As this year’s Dodge City Red Demon Wrestling team walked out of Hartman Arena in Wichita Saturday, they did so having completed a season which could help set the program up for even more success going forward.
For the first time in Dodge City High School Wrestling history, three athletes had won state championships in their respective weight divisions.
Senior Couy Weil won the 120, junior Garrett Edwards won the 138 and freshman Damian Mendez won the 106.
Two other wrestlers, senior Evan Darville (third in the 285) and junior Jashon Taylor (fifth in the 260) had also medaled, giving the Red Demons five total this season.
But it was having three separate state champions all in the same year that made this season a historic one for the Red Demons.
Red Demon head coach Lars Lueders said the only other year the team had finished with as many as two in the same year was 1995.
As a team, the Red Demons finished this year’s State Tournament in sixth place behind Derby, Manhattan, Garden City, Washburn Rural and Haysville-Campus.
“I think in program development you kind of have to reach for milestones, and it kind of comes in stages,” Lueders said.
Eventually, the goal is for the team to become perennial state champions, but in order to do that, culture and expectations have to be changed, Lueders said.
Having multiple state champions in the same year is also vital.
Accomplishing that this year helps the program take the next step, that’s big, he said.
“Now hopefully that will be the expectation from every year on out,” Lueders said.
There could be plenty of familiar faces to help ensure that happens next year.
Darville and Weil both graduate, but Taylor and Edwards will both be seniors next year, and Mendez will only be a sophomore.
“The future definitely looks bright,” Lueders said. “We’ve never had multiple state champions returning, so that’s big to have two state champions on next year’s team, not just for performance and not just because they’re going to make us better as a team, but because of their leadership. They’re going to be good examples on how to be a champion, so to have them in the room next year will be big.”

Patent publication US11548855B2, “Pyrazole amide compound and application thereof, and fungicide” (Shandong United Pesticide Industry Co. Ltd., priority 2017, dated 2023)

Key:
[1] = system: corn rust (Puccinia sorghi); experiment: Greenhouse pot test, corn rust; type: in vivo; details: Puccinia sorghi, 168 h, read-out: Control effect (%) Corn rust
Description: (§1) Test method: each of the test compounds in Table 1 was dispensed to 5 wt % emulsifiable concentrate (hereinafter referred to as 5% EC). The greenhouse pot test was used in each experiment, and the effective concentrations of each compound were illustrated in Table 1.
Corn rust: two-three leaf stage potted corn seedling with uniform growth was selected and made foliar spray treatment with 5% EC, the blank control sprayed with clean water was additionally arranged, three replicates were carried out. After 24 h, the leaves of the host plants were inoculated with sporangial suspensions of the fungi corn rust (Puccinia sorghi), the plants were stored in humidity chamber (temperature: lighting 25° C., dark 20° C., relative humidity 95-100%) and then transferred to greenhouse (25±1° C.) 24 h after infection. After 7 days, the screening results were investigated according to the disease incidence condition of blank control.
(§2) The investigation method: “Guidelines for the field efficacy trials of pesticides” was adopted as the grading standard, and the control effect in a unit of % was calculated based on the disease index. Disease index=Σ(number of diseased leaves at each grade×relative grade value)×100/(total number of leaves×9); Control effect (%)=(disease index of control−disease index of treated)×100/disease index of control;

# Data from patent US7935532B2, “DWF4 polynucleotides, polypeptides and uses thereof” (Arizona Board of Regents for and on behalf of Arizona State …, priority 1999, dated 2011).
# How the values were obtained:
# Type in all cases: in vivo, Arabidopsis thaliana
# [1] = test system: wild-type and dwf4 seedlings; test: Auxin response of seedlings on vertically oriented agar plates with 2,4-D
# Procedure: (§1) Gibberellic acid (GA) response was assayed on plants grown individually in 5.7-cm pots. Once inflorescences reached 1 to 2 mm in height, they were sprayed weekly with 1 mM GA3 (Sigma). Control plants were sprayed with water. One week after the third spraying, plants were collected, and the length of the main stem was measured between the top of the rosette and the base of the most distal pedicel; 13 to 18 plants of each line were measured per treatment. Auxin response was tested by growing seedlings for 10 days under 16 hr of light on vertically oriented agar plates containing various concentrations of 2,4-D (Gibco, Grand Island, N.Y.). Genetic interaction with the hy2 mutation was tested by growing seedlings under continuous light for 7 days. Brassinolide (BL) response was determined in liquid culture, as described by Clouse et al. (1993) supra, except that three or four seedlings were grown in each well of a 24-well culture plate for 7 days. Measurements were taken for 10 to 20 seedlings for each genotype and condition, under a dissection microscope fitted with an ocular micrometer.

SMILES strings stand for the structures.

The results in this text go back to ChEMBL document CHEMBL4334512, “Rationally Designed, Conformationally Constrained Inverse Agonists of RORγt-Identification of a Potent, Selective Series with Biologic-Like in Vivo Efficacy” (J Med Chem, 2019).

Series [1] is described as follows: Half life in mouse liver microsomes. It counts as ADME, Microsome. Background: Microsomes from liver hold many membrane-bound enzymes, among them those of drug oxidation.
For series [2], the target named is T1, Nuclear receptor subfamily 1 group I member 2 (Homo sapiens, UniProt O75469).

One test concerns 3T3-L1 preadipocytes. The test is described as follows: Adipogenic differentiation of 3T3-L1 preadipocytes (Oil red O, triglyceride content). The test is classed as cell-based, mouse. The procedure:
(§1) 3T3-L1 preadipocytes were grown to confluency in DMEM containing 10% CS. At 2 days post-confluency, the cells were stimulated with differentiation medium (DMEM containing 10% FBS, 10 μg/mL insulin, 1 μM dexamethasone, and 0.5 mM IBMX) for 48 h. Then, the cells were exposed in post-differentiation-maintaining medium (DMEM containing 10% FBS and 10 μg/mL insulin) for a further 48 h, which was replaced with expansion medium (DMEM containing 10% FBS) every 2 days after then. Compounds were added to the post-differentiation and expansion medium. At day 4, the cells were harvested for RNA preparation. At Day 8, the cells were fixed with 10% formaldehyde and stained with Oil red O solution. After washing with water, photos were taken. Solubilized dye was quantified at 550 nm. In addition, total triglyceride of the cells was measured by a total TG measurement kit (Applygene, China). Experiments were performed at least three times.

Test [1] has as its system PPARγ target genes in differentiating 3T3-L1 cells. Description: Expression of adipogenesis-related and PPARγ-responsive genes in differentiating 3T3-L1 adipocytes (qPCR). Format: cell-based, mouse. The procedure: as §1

They won’t be all. Others who qualified for State could return, as could a host of other wrestlers who didn’t qualify but were solid this season.
“The future looks bright, but our message is definitely going to be that they need to work even harder to accomplish the same goal or to increase their standing next year,” Lueders said.
For the Dodge City Wrestling program to continue to improve, Lueders said he thinks each wrestler will need to have the goal to be a state champion.
“I think being like those top teams, like Manhattan, Garden (City), Derby, where you’re sending 12, 13, 14 to state tournament, I think that’s the next step that we have to take in order to be a state title contender every single year,” Lueders said.
In terms of the system, Lueders said he doesn’t see a need to change anything with that.
“I think that we have the right system in place, where our youth program, our middle schools, our high school are aligned,” Lueders said.
That’s been something that’s taken shape in the last few years. Even this year, there were some wrestlers that weren’t able to compete at Regionals or finish on the team for various reasons that maybe could have been state placers or even champions, Lueders said.
“I think we have the right formula, it’s just kind of putting all the pieces together and making sure everybody’s consistent and making sure that everybody finishes out the season is basically the piece missing,” Lueders said.
The number of state champions this year shows the program has taken a step in the right direction.
“The way we finished, I was really proud as a coach, and I know everybody involved in the program is proud,” Lueders said. “It’s not just me, it’s a community effort. It’s all (the) programs involved at the youth level all the way through the high school (level), and even the alumni talking with the kids, being supportive.”
Lueders said it feels good that the team is making steps in the right direction, and that was something specifically evidenced by how the team peaked at the right time this year.
“Those state champions, that was the best they’ve wrestled all year, was at the state tournament, and that’s the goal,” Lueders said. “To know that you’re peaking in the right way and giving them the opportunity to win the state championship feels good and know that you kind of have that formula figured out.”